Research / Scientific departments / Structural Biology and Chemistry / Units and Groups / Structural Biology of Bacterial Secretion / News
August 2013 : Amy Diallo joins the lab as a PhD Student.
|Amy graduated in 2013 from the National School of Biomolecular Technology in Bordeaux. Before Joining the lab, she was an intern in J. Bosch laboratory in Baltimore and in the EPOC laboratory in Bordeaux.|
July 2013 : Book "Bacterial membranes: Structural and Molecular Biology" edited by Han Remaut and Rémi Fronzes to be published by Horizon Press.
For more details : see http://www.horizonpress.com/membranes
June 2013: Discovery of a type IV pilus involved in natural transformation of Streptococcus pneumoniae, a major human pathogen.
|Natural genetic transformation, first discovered in Streptococcus pneumoniae by Griffith in 1928, is observed in many Gram-negative and Gram-positive bacteria. This process promotes genome plasticity and adaptability. In particular, it enables many human pathogens such as Streptococcus pneumoniae, Staphylococcus aureus or Neisseria gonorrhoeae to acquire resistance to antibiotics and/or to escape vaccines through the binding and incorporation of new genetic material. While it is well established that this process requires the binding and internalization of external DNA, the molecular details of these steps are unknown. In this study, we discovered a new appendage at the surface of S. pneumoniae cells. We show that this appendage is similar in morphology and composition to appendages called Type IV pili commonly found in Gram-negative bacteria. We demonstrate that this new pneumococcal pilus is essential for transformation and that it directly binds DNA. We propose that the transformation pilus is an essential piece of the transformation apparatus by capturing exogenous DNA at the bacterial cell surface.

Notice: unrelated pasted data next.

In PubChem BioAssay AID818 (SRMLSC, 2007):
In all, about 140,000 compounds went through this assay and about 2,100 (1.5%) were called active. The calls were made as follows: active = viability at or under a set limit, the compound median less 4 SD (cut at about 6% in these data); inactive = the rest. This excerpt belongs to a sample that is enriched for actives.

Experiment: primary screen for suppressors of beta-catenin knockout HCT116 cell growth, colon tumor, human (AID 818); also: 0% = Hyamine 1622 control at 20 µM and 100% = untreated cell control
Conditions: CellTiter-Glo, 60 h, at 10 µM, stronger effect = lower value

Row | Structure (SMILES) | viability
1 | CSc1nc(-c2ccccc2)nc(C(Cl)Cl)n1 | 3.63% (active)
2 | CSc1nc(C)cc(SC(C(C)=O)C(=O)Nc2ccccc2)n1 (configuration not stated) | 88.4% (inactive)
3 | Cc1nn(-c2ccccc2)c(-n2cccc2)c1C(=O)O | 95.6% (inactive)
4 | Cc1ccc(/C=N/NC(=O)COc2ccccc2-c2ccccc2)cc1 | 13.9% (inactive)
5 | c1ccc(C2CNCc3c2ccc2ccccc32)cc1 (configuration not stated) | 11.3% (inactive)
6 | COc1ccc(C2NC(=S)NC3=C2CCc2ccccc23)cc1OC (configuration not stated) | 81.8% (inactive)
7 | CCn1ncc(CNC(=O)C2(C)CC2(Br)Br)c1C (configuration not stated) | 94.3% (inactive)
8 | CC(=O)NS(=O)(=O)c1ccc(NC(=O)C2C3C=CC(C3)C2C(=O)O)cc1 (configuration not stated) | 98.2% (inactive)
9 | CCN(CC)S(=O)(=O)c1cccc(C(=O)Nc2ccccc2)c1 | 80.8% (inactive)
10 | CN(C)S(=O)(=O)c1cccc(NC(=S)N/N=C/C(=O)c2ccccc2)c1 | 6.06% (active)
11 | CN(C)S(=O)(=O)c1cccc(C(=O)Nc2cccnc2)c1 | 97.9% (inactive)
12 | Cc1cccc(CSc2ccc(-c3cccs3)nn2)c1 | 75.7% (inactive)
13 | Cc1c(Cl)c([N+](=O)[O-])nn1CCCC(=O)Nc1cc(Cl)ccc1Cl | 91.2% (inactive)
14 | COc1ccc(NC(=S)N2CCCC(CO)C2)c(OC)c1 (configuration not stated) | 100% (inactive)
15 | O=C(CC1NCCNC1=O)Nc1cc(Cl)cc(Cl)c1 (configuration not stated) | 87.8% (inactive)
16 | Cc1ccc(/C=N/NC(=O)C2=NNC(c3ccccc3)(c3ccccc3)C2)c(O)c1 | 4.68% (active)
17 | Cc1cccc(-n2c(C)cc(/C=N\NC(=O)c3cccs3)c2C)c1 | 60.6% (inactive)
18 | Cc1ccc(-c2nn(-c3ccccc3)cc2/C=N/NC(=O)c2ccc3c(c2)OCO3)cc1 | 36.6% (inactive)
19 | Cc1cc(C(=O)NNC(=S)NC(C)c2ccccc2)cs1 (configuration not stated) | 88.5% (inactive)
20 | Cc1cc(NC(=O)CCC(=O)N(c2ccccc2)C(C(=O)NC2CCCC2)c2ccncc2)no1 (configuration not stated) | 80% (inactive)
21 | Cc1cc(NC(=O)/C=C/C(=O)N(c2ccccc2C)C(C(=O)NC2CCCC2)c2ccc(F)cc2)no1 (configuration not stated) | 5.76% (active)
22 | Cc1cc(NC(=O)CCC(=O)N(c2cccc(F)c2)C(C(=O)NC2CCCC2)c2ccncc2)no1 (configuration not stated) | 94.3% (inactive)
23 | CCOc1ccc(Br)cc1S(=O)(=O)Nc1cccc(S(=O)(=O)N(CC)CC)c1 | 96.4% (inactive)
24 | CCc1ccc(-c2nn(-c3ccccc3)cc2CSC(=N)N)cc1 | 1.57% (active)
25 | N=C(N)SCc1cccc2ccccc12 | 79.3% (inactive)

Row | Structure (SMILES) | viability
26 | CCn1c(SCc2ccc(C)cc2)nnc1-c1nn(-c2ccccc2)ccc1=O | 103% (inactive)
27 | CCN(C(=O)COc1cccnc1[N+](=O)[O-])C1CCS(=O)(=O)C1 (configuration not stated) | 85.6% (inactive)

Now published in Plos Pathogens